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    Saturday, July 20, 2024

    The public has a right to know

    Proponents of a legislative proposal that would exempt from public disclosure all research, data and reports produced by public colleges and universities have adopted a strategy of attacking the messenger rather than the message — that is, the individual who represents the pro-government transparency group, the Connecticut Council on Freedom of Information.

    It’s a diversionary tactic. In actuality, the proponents are attacking the more than 3 million Connecticut residents whose access to all information, with the exception of financial documents, would be completely cut off. Connecticut residents have paid for billions of dollars of bricks-and-mortar improvements at the University of Connecticut, the state’s flagship institution of higher learning, as well as infrastructure upgrades at all of the campuses of the Connecticut State Colleges and Universities system.

    State residents pay the salaries of the faculty, staff and coaches in public higher education in addition to much of the research being conducted by many of these same faculty members, staff and students.

    At its core, this issue is about the public’s right to know what is going on behind the walls of academe. The bill under consideration by the legislature would make those walls impenetrable. It would eliminate accountability and allow misconduct to go undisclosed and possibly unpunished.

    Advocates of this bill, known as SB 394, would have you believe that this proposal was birthed because scores of professors have been harassed and/or intimidated. To that point, very little evidence was presented at public hearings last year and again this year to suggest that harassment is a huge problem.

    It was acknowledged at this year’s hearing that faculty members who felt they were harassed failed to use provisions in the Freedom of Information Act that would protect them from perpetrators. If the professors had made the effort — instead of seeking a sweeping exemption from the FOIA — they could have obtained relief using the law’s “vexatious complaint” provision.

    Harassment is real and can be frightening. But with the proliferation of social media and the coarsening of public discourse, harassment goes on every minute of every day and is aimed at people in every walk of life, from poll workers to librarians to journalists to your friends and family members. Why should professors be a privileged class?

    SB 394 is so far-reaching that it would make off-limits anything that arises from teaching or research. That covers the universe of public higher education, including such innocuous items as course syllabi and book lists.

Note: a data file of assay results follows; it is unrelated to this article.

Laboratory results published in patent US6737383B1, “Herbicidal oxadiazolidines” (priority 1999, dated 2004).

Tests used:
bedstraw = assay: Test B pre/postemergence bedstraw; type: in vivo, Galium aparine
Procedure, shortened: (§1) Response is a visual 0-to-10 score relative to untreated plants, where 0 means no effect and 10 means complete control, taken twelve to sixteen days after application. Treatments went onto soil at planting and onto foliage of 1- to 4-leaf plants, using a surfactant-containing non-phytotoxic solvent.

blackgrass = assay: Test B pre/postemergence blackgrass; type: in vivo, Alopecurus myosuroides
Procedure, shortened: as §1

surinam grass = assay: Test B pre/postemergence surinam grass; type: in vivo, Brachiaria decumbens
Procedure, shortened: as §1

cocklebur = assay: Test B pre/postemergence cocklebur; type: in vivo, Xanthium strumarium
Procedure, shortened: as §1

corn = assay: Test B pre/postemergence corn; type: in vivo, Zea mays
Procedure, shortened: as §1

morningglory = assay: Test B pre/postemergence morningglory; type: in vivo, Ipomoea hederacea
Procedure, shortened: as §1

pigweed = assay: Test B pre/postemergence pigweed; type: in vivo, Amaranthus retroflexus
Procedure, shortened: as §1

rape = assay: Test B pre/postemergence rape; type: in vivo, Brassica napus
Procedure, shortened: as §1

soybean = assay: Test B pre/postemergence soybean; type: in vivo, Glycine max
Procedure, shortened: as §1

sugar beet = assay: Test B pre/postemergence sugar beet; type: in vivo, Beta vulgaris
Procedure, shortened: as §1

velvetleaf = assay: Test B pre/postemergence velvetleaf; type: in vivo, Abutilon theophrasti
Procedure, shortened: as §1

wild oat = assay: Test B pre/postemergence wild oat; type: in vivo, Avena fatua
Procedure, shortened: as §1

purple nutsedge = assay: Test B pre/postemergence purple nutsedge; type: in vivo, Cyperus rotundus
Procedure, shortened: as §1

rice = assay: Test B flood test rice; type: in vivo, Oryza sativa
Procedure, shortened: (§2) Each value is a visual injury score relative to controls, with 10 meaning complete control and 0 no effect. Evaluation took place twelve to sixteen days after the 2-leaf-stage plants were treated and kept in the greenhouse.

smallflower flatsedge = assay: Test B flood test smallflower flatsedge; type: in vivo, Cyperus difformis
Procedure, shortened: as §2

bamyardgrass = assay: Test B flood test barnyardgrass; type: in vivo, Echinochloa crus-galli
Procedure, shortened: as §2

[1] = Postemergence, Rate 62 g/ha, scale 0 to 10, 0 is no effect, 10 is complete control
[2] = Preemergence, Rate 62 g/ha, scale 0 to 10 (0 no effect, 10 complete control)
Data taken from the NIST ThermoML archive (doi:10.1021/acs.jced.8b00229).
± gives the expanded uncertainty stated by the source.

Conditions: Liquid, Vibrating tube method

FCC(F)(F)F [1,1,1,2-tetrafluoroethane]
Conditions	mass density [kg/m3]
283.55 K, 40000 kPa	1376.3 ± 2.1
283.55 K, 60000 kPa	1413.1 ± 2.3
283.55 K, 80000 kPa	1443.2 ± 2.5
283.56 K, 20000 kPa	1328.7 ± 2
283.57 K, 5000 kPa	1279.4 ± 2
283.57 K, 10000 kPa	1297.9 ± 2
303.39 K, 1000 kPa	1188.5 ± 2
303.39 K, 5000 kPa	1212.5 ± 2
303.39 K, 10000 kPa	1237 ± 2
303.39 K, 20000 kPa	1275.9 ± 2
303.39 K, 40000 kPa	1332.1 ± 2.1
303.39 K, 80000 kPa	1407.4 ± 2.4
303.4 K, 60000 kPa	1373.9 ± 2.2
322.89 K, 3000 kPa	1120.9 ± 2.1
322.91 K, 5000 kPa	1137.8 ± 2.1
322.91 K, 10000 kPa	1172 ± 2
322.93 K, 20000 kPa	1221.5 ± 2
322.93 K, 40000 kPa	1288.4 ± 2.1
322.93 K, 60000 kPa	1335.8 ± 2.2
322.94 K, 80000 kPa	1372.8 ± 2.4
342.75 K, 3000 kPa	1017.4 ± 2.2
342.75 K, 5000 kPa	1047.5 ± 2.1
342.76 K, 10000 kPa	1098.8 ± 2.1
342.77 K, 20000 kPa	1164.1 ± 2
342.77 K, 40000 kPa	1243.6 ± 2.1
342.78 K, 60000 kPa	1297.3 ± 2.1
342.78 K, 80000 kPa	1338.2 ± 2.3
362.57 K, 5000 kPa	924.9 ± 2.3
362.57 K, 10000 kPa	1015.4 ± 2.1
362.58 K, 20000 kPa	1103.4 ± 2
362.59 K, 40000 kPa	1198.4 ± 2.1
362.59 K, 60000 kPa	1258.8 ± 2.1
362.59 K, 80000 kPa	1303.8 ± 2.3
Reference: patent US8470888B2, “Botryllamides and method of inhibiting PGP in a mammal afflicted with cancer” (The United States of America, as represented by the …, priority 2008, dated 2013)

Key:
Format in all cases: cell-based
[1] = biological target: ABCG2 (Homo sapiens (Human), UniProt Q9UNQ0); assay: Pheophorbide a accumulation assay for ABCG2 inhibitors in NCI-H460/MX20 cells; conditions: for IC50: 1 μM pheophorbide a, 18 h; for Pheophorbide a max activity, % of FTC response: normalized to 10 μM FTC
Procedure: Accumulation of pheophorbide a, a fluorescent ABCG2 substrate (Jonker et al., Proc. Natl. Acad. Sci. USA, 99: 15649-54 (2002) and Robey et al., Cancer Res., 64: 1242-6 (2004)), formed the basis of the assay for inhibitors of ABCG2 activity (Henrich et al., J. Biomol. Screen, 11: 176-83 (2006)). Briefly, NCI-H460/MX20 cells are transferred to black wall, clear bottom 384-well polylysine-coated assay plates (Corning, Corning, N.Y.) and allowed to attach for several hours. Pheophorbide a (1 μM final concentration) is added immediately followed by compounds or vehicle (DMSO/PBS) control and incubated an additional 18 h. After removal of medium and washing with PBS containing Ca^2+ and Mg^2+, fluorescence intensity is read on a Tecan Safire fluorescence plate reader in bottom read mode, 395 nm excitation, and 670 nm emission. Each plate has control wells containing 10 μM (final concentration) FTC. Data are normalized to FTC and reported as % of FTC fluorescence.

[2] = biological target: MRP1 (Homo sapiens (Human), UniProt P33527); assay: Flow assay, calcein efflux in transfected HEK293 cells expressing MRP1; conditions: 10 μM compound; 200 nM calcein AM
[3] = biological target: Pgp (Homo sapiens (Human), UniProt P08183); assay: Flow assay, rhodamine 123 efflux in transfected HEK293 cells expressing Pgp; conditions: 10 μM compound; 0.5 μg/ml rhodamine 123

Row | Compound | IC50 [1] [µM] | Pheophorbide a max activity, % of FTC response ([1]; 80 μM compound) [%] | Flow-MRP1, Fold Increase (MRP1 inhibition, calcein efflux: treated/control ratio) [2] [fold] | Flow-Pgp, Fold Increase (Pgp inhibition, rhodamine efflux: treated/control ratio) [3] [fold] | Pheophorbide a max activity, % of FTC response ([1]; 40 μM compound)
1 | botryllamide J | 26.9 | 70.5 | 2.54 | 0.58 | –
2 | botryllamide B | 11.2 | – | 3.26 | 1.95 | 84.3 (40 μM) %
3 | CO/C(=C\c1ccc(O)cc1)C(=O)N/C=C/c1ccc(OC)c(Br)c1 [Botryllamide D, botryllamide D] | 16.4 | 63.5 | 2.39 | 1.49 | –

Here are some examples of stories that might never have come to light if SB 394 had been in effect:

    * An 84-year-old professor at the UConn School of Medicine collected paychecks for months even though he never showed up for work. It turned out he was dead and his wife had been cashing his paychecks.

    * The head of the UConn police sex crimes unit was removed last year for allegedly kissing and touching staff members.

    * Monkeys died as the result of flawed UConn research projects, culminating in the closing of the primate lab.

    * The chancellor of the CSCU system named cronies to highly-paid administrative jobs without appropriate personnel searches while deep cuts were made to student programs and services.

    * Former men’s basketball coach Kevin Ollie sued UConn for breach of contract and ultimately reached a multimillion-dollar settlement.

    * Allegations of sexual assault were made by students at Central Connecticut State University against faculty members resulting in the subsequent finding of sexual misconduct by two professors.

    * The faculty Senate voted “no confidence” in the president of Western Connecticut State University.

    * UConn’s Environmental Research Institute was investigated by federal and state authorities and was found guilty of scientific misconduct, resulting in hefty fines and firings.

    There are so many examples that it is impossible to list them here. What state residents should know is that if SB 394 were to be enacted into law, their right to know what goes on at Connecticut’s publicly supported colleges and universities will be extinguished.

    Michele Jacklin is the legislative co-chair of the Connecticut Council on Freedom of Information.

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